Security by design

Below are several elements of this aspect you must consider and adopt:

  • Determine risks during the design phase, and apply solutions that correspond with the risk factors.
  • You must make an effort to limit the attack surface and reduce the potential impact.
  • Process only strictly necessary data.
  • Data must be protected by encryption or other mechanisms.
  • Unauthorized access should be prevented by authentication, identity, or access management systems.
  • Your product cannot enter the market with known exploitable vulnerabilities. You can read our previous post here about the most dangerous types of vulnerabilities.
  • You will need to document this whole process.

Security throughout the product’s lifecycle

You need to regularly test your products, and keep a record of all the vulnerabilities discovered. You must also keep you security updates available free-of-charge for 10 years after they were issued, or for the remainder of the support period, whichever is longer.

Dependencies and known vulnerabilities listed in BugProve's platform
Dependencies and known vulnerabilities listed in BugProve's platform

Transparent vulnerability reporting process

You need to have a proper, publicly available vulnerability disclosure policy, and an easy way for anyone, including your buyers to file their reports.

Informed customers

You will be obligated to inform customers of the product’s security aspects in a clear, easily understandable format.

Reporting obligations

If you have a security breach, you will have to report it immediately to the EU cybersecurity agency - ENISA. They recently announced they will have a separate team handling CRA-related issues. The timeline here is incredibly tight - within 24 hours of noticing the issue.

How much time do I have to comply?

The first draft of the CRA was published in September 2022.

In March 2024, The European Parliament accepted the draft, now we expect that it will enter into force around the end of Q2 2024.

Upon entry into force, manufacturers, importers, and distributors of hardware and software products will have 36 months to adapt to the new requirements, except for a more limited 21-month grace period concerning the reporting obligation of manufacturers for incidents and vulnerabilities. So overall, currently we expect vulnerability reporting final deadline for 2026 Q1, and the overall final deadline for 2027 Q2.

Can it mean the end of open source in Europe?

Adding some interesting spice into the mix if you are interested. This webinar dives into the effect of CRA on the open-source community. It draws attention to the fact that some widely used open-source components might simply not be available for products coming to the Europan market.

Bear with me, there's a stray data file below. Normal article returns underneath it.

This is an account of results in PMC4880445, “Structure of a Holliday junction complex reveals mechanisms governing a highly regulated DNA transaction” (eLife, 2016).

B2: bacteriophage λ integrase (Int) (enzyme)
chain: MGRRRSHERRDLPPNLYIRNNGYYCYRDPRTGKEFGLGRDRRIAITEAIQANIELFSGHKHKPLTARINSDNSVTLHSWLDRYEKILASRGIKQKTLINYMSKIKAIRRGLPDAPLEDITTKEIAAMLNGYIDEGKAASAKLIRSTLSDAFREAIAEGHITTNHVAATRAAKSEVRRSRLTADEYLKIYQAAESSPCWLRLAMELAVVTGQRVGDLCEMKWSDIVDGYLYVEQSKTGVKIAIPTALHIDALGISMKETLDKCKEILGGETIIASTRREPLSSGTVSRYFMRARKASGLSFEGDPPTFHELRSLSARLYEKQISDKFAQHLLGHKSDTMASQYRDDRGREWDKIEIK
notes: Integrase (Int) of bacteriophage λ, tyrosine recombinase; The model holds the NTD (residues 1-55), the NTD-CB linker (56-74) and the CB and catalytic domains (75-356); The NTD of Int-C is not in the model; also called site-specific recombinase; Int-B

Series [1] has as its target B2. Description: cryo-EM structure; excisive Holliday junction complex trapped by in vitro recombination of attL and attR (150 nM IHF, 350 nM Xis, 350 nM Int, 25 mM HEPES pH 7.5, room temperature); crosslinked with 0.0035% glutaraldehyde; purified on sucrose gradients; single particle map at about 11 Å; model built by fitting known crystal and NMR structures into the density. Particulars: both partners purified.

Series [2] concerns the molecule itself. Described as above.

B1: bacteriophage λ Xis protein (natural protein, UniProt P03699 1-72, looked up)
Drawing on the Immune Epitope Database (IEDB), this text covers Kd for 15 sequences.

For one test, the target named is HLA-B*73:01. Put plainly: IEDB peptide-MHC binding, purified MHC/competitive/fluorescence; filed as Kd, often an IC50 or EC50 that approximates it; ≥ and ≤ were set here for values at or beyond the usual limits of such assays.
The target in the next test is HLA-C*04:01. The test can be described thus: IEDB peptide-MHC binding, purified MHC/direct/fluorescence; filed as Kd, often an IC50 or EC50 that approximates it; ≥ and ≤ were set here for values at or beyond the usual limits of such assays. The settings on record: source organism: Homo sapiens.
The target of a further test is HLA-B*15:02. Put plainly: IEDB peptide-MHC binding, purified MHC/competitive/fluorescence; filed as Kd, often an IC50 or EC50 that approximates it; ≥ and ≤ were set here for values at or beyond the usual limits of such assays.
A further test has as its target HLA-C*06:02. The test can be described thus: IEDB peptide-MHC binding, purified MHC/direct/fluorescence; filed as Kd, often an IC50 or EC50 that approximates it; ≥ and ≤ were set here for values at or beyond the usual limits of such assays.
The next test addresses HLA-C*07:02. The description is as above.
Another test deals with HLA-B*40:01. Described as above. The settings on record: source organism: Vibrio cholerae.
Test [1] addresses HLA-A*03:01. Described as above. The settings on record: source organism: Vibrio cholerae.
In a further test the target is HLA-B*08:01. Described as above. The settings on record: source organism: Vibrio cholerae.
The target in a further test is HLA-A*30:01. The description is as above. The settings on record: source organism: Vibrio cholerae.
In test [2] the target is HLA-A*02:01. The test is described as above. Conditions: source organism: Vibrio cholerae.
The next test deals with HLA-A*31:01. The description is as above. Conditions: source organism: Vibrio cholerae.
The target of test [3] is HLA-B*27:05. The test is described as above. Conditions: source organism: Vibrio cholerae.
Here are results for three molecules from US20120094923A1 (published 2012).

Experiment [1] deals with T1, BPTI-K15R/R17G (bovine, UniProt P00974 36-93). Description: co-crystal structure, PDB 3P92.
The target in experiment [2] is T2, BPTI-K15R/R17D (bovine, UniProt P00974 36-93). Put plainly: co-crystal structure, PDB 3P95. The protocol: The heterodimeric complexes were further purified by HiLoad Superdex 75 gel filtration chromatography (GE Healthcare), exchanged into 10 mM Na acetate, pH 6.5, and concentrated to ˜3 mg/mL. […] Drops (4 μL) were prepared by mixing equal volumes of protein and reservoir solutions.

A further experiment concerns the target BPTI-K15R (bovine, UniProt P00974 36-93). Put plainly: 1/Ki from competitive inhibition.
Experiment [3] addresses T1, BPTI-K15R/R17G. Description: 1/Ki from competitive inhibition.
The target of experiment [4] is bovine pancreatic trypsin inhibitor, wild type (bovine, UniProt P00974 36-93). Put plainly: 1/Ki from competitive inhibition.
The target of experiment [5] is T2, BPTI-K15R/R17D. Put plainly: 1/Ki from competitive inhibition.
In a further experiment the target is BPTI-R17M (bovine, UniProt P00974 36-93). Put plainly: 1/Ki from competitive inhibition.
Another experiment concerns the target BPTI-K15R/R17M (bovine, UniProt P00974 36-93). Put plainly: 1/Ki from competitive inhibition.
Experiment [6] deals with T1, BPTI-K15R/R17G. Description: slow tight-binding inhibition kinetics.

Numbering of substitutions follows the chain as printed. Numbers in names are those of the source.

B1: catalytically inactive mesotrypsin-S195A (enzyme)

Commercial activity has a strange definition, which means many open-source projects could fall into it just because of their quality.

We believe the situation will not be this dire, but we acknowledge that there might be side-effects of the regulation we do not yet see.

Our take on the state of cybersecurity today

Having a common baseline for the IoT players who are affected by cybersecurity is a step in the right direction. Before these regulations, it was up to the manufacturers to implement security elements and these solutions were as diverse as the IoT landscape. But “diverse” doesn't mean sufficient, the IoT sector was lagging behind alarmingly when it comes to security.

Despite the positive change, we are worried about some of the guidelines of the upcoming legislation. This can lead to a situation where the necessary security steps might be properly implemented when it comes to the reports and administrative tasks but will be lacking in real-world security resilience. Strong protective measures against practical exploitability are what matter for consumer safety at the end of the day.

Compliance in this case is a very welcome first step but creating truly secure IoT devices (and keeping them secure) will need more significant changes from all players in the industry. We built our cybersecurity tool with this in mind, regardless of the regulations or your place in the industry, we offer something that can be used in any situation to level up IoT cyber security across the board.